April 12, 2024

Boyle Talks: Cary Whitehead Discusses His Career and Boyle’s Culture


In this series of Boyle Talks, Cary Whitehead discusses his rich experience in the real estate industry and working with Boyle for more than 55 years.


Gary: I’m Gary Thompson and we’re here for another episode of Boyle Talks. Today we’ll be talking with Cary Whitehead, who’s an Executive Vice President at Boyle. Cary, you’ve been here since 1995. Why do people want to give Boyle a loan?

Cary: We are conservative by nature. We’ve done loans with companies since 1933, when the company was founded. We’re very much a relationship borrower. We try to mitigate all our risk that we can. We fix rate. 97% of our loans are fixed rate, so we get we don’t get caught in an updraft when interest rates start moving. We generally do 10 to 25 terms. We stagger our maturity, so we don’t ever get caught in one year where we have a lot of loans coming to.

Gary: And we pay the notes.

Cary: And we pay. We’ve never defaulted in the history of the company.

Gary: Which is a big deal.

Cary: Yeah, there aren’t many 90-year-old companies that can say that. That’s primarily for the load, leverage level we maintain, and the quality of the ownership of the company. It’s a fine family that just believes in doing what they say.

Gary: You mentioned that from a finance standpoint we’re very conservative here at Boyle. Tell us what that means. Does it matter that Boyle still owns most of the buildings that we operate? Does that matter to a lender?

Cary: It does because they know we build a better product knowing we’re going to keep it. Developers generally, called merchant developers, build the product as cheaply as they can because they’re only going to own it for a few years and they’re going to sell it. Where we keep product as long as we can keep it, frankly 15, 20, 30 years until we feel like we’ve maxed out the product or the neighborhood has changed. Otherwise, we keep it and we finance that way. We look for moderate leverage because when dollars are free, when the lenders are trying to get money out the door, we could leverage higher than we do, but we don’t because we want to be in the position where when the cycle changes and the money is not as available, the lenders still are delighted to do business with us. They know we’re going to pay it off, and they know we don’t over leverage. So, long term it’s a better strategy for the whole concept of Boyle.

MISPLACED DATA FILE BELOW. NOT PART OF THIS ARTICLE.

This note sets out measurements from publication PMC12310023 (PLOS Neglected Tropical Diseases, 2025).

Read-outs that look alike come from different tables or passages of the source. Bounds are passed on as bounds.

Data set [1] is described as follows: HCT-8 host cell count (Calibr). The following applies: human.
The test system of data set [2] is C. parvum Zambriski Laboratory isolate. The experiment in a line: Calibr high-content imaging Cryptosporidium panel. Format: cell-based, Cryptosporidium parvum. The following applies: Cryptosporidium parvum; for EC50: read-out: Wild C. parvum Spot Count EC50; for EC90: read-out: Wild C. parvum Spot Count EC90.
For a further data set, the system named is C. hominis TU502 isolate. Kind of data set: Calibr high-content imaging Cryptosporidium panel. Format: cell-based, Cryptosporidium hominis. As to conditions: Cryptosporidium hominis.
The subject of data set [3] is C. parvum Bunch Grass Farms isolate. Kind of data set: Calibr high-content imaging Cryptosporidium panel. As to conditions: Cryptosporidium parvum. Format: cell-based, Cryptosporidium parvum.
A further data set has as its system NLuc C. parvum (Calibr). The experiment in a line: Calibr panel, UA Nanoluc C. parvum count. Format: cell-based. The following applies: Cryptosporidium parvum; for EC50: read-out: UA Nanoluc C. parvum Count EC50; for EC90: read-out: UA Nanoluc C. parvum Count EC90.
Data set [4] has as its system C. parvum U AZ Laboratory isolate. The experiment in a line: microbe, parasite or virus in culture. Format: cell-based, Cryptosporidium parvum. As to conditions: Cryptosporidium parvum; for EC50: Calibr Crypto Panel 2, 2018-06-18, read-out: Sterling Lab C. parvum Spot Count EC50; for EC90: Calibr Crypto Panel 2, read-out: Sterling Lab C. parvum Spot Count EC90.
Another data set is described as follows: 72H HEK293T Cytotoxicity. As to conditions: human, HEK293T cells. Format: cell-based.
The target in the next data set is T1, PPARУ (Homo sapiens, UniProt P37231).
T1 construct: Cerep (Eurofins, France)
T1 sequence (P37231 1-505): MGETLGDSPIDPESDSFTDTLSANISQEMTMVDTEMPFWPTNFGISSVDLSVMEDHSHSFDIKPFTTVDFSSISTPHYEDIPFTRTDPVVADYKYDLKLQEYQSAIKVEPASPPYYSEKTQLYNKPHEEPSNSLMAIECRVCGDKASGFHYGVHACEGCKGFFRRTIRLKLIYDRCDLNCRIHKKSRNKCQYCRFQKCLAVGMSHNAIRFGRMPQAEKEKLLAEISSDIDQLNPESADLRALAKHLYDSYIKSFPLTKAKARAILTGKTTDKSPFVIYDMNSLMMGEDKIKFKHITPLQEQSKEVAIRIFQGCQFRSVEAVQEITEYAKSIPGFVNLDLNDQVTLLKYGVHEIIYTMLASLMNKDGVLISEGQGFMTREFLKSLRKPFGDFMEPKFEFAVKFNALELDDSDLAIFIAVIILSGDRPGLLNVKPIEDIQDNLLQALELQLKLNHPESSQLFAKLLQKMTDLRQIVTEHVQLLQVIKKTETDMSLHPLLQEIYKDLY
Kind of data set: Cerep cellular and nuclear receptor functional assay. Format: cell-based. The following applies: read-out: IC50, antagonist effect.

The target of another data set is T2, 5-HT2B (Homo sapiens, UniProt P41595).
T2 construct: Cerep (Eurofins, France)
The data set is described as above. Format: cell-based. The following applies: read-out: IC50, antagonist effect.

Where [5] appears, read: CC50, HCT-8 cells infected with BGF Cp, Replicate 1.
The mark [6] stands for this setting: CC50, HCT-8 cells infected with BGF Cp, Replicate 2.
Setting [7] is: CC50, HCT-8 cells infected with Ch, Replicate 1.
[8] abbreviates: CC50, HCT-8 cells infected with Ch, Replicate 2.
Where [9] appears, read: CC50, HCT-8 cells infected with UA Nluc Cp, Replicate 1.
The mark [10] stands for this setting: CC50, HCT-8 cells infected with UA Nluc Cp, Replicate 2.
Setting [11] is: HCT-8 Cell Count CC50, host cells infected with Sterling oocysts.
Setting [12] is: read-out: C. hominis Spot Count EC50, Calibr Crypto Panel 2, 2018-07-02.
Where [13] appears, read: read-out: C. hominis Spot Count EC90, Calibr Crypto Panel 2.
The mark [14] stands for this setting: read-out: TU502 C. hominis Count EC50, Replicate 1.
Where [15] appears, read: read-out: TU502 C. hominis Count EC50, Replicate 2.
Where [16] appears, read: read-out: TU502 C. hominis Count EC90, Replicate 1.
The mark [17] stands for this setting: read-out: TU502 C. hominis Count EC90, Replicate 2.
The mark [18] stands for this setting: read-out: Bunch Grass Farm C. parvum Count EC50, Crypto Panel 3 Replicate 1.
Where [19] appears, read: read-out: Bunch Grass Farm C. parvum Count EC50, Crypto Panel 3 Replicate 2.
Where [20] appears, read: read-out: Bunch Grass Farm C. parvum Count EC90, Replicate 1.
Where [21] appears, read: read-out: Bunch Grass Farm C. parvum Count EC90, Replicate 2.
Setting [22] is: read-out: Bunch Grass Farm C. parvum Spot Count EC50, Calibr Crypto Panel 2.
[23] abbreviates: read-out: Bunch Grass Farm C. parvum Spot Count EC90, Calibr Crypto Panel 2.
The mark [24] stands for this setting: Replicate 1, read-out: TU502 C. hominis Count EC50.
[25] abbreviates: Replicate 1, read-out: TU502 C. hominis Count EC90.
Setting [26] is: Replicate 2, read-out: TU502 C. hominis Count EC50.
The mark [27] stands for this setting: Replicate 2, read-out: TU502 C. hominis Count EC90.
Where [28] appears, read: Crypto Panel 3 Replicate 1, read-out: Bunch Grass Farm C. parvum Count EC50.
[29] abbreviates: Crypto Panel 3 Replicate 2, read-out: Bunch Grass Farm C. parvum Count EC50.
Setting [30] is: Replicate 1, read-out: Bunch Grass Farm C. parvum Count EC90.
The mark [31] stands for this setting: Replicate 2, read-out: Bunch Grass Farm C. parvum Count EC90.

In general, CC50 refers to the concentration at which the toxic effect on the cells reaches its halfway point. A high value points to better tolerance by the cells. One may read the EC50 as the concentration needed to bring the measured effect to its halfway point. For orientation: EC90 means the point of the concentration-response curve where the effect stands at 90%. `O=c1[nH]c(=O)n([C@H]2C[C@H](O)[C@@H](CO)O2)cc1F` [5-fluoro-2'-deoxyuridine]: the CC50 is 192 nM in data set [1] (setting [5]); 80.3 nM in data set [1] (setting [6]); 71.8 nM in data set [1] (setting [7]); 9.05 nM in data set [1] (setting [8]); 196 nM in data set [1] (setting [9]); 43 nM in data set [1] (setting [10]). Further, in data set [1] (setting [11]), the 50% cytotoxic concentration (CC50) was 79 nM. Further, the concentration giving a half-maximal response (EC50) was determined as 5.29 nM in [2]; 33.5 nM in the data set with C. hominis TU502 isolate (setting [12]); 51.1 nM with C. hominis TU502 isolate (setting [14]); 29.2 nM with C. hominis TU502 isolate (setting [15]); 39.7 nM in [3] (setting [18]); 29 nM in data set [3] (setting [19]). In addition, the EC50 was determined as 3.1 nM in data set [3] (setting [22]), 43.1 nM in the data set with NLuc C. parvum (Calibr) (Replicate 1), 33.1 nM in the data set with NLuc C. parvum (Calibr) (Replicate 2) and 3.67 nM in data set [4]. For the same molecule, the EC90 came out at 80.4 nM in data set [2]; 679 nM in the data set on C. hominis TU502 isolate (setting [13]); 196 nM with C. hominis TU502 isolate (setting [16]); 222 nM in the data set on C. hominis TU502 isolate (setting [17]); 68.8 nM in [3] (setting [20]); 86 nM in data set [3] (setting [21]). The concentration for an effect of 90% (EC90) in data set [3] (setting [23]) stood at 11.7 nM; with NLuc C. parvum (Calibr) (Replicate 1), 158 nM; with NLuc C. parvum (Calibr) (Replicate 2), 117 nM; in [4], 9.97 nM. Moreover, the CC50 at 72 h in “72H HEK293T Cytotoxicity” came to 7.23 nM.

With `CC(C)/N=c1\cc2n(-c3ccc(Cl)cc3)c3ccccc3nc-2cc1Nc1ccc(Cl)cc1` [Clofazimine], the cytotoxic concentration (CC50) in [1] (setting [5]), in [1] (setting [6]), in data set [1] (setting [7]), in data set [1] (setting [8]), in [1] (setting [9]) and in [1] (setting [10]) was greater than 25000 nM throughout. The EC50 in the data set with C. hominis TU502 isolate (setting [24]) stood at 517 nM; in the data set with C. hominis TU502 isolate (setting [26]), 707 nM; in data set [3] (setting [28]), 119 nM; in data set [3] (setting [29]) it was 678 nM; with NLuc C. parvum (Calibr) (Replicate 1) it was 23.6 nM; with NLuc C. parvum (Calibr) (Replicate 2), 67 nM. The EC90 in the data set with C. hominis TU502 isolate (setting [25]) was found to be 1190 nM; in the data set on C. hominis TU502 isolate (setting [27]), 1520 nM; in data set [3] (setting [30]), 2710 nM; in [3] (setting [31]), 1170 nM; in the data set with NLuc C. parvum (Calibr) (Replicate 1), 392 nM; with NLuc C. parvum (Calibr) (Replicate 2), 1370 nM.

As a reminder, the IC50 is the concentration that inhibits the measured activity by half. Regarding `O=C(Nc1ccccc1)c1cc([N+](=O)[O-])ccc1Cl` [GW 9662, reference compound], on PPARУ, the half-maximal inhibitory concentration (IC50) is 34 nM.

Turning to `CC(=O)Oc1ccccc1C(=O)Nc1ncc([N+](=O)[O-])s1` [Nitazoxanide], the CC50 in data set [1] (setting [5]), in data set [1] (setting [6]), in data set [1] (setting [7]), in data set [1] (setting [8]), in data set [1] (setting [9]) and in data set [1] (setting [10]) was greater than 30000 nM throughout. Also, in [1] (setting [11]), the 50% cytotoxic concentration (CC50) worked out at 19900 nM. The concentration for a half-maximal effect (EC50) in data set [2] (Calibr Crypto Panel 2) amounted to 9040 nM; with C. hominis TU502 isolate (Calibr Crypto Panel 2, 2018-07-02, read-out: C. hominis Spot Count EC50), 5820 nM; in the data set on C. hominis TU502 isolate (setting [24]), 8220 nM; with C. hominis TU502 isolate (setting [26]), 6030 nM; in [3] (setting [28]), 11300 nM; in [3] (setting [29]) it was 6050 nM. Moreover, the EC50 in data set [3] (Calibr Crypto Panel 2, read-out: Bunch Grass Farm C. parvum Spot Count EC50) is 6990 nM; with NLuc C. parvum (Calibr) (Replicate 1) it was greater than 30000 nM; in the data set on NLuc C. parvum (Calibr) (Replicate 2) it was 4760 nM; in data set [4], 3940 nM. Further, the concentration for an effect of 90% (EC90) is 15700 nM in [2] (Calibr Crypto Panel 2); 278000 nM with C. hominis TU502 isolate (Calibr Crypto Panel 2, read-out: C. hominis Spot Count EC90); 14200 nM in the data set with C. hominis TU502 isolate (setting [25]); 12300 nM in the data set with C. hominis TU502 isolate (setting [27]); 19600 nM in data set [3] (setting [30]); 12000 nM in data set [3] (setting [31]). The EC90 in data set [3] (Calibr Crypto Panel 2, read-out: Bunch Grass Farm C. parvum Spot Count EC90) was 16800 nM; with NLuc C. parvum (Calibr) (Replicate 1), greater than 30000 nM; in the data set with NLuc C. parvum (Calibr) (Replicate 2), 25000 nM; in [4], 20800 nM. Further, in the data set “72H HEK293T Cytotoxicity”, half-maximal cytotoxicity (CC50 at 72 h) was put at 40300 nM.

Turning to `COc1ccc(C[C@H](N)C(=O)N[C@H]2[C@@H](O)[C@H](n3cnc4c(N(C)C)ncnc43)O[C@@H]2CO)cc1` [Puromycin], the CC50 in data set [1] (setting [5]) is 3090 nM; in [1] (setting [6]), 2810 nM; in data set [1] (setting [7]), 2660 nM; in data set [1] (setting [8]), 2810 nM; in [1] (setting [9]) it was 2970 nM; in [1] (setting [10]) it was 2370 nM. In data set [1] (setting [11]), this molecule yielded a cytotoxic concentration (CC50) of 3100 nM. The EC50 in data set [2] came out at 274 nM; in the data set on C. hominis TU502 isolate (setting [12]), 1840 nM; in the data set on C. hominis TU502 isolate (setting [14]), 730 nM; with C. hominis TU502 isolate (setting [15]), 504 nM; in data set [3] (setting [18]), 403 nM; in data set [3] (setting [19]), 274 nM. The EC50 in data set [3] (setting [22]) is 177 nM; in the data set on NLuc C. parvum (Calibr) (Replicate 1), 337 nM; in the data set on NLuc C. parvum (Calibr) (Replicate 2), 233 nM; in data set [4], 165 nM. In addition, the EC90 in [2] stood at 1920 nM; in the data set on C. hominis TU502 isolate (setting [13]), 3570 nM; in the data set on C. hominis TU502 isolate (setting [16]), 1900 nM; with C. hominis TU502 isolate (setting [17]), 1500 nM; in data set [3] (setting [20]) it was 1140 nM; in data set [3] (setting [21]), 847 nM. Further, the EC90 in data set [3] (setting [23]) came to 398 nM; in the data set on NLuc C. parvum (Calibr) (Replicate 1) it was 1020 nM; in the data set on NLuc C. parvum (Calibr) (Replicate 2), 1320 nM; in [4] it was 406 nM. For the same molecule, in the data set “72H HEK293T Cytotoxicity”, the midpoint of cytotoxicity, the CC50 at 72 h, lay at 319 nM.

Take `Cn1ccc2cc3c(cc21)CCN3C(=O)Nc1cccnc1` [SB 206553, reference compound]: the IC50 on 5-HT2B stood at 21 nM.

Gary: We’ve worked together in various capacities over the years. It’s been fun to work with you, and I’ve watched you how you have been very successful previously and in the company. What’s your favorite thing about working at Boyle?

Cary: I’d say the integrity. Not only of the people who work here but more importantly the ownership, the family. The lending community likes to see. They like to touch and feel the owners. They like to become comfortable with them and how they do business and what kind of character they have. It’s always a pleasure that you can confidently and truthfully go to a lender and tell him this is going to happen, and that’s going to happen. And know what it will and not worry the owner’s going to pull the rug out from under. He isn’t going to do what we’ve committed to, so it’s a pleasure to work with people like that.

Gary: That’s happened in multiple generations, and that’s very unusual in any family business. But, it’s very consistent here, and as I’ve done these interviews with other people, that word floats to the top almost every time, integrity. And, really what that comes down to is doing what you say you’re going to do.

Cary: Precisely.

Gary: We work for people that do that, and that’s very exciting.

Cary: And if you’re a lender, that’s really important. Their jobs depend on their loan portfolio paying off when it’s due and not having loan workouts, so that’s one of the great things about working here.

Boyle Talks Email Sign Up

Sign up to receive the latest edition of Boyle Talks delivered directly to your inbox!

This field is for validation purposes and should be left unchanged.